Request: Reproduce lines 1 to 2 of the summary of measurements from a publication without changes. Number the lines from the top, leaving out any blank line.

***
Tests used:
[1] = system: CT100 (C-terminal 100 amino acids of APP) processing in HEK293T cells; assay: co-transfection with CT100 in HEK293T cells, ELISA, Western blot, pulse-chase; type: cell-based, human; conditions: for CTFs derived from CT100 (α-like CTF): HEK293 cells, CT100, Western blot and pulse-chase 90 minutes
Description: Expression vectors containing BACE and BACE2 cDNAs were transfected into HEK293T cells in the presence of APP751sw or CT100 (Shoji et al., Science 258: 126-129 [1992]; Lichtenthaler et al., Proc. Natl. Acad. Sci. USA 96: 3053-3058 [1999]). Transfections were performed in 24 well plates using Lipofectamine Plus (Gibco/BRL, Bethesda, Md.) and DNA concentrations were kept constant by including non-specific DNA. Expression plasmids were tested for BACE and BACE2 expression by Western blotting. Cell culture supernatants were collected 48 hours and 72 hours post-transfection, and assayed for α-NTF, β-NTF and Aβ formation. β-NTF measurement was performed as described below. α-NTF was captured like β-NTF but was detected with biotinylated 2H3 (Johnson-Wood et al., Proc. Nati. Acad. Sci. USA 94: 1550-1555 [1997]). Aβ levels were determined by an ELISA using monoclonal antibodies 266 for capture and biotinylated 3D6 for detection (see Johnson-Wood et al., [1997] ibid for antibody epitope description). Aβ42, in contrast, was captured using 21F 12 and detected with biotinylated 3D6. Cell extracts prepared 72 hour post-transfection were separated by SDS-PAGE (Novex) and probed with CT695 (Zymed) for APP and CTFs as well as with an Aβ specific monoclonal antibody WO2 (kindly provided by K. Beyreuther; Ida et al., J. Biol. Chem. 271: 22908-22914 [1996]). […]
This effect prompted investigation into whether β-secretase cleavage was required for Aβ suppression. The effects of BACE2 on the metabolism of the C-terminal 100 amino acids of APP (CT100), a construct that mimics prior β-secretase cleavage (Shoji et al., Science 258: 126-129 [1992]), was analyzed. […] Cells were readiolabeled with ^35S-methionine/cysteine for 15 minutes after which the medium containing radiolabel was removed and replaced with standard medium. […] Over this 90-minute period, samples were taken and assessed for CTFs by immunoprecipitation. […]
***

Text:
Tests used:
[1] = system: CT100 (C-terminal 100 amino acids of APP) processing in HEK293T cells; assay: co-transfection with CT100 in HEK293T cells, ELISA, Western blot, pulse-chase; type: cell-based, human; conditions: for CTFs derived from CT100 (α-like CTF): HEK293 cells, CT100, Western blot and pulse-chase 90 minutes